“Recently I took a friend with only a high school degree to lunch. Insensitively, I led her into a gourmet sandwich shop. Suddenly I saw her face freeze up as she was confronted with sandwiches named ‘Padrino’ and ‘Pomodoro’ and ingredients like soppressata, capicollo and a striata baguette. I quickly asked her if she wanted to go somewhere else and she anxiously nodded yes and we ate Mexican.” — David Brooks, NYT columnist
This account by David Brooks reminded me of an awkward encounter I had some years ago with, of all people, David Brooks himself. Fortunately, I made a contemporaneous record of it in my journal, and so can reproduce my experience here with perfect accuracy.
My Afternoon with David Brooks
As agreed, I met David outside his office shortly before three o’clock. Unfortunately, I thoughtlessly chose to drive the Dodge Ram truck, rather than a vehicle more recognizable to him as a personal conveyance. His discomfort was palpable as I got out and showed him how to place his foot on the running board and negotiate his entry into the taller-than-average vehicle. Once inside, I tuned the radio to NPR, hoping that would calm him and take his mind off the atypically high passenger vantage point he now occupied.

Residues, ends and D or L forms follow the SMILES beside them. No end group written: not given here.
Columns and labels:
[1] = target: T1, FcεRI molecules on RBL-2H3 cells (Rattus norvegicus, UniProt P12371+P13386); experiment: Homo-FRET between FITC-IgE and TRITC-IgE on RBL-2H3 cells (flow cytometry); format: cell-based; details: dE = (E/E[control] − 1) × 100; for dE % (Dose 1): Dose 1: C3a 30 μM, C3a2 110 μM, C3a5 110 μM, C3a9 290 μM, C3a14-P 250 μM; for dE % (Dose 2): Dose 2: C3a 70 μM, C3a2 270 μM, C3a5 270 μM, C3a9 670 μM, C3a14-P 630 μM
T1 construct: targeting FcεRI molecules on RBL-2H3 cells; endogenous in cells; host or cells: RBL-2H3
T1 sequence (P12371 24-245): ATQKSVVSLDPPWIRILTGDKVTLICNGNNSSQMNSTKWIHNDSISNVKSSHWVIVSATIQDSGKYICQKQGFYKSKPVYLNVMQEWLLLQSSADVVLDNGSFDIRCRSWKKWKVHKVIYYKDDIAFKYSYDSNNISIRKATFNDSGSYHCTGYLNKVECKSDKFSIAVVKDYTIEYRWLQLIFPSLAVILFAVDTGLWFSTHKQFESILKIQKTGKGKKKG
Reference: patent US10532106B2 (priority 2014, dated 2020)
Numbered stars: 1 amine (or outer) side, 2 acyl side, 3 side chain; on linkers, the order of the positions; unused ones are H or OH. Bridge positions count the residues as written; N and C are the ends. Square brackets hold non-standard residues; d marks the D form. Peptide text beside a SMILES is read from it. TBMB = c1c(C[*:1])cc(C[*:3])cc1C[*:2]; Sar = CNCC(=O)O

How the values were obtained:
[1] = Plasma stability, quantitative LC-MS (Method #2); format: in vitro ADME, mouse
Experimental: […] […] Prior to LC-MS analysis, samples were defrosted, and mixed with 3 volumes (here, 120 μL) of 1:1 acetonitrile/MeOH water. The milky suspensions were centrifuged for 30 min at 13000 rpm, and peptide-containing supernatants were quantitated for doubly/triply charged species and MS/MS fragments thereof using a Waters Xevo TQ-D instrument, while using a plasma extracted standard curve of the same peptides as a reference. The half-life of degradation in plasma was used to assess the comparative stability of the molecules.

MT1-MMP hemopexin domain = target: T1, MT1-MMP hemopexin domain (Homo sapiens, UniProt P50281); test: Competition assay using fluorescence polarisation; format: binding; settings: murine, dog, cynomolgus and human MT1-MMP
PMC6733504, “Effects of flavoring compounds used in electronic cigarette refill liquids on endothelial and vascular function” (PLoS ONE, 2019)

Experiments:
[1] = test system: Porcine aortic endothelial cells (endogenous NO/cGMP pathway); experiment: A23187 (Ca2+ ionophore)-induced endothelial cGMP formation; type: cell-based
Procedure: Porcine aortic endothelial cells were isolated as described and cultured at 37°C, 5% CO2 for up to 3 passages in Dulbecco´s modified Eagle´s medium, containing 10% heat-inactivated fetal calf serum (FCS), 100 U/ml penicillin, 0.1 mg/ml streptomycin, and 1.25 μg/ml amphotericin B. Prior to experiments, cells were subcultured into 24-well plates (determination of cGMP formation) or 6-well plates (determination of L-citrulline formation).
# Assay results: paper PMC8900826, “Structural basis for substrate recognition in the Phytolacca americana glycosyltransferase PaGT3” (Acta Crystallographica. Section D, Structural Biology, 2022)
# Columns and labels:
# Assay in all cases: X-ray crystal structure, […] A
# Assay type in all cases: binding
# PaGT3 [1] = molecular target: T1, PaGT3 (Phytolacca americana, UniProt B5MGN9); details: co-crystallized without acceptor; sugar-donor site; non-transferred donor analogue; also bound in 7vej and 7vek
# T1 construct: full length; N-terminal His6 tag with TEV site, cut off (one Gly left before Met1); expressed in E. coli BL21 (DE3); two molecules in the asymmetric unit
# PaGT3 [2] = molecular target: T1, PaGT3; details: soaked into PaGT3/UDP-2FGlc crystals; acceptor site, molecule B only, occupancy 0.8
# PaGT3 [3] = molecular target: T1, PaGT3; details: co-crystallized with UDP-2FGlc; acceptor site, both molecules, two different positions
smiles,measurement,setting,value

When we arrived at our destination, I could tell that David was having second thoughts. The parking lot contained more trucks than Priuses, and it was obvious that he was having a real fish-out-of-water moment. But, to his credit — intrepid journalists, I salute you! — he overcame his fear of the unknown and, with considerable coaxing and assurance from me, got out and walked warily into the lobby.
I knew David had never visited an indoor shooting range, but I guess I expected (foolishly, in retrospect) that he at least knew that they were places where guns were likely to be on display. His reaction upon seeing the low glass case full of rental handguns immediately convinced me that I was mistaken.
“David,” I said, “you’re wearing an awfully nice suit, and the floor really isn’t that clean. Come on, let’s stand up.” It took two of us to uncurl him from a fetal position and get him upright, and it occurred to me that we were never going to get as far as the range itself.
I quickly asked him if he wanted to go somewhere else and he anxiously nodded yes and we caught the new Mapplethorpe exhibit at MOMA.Published in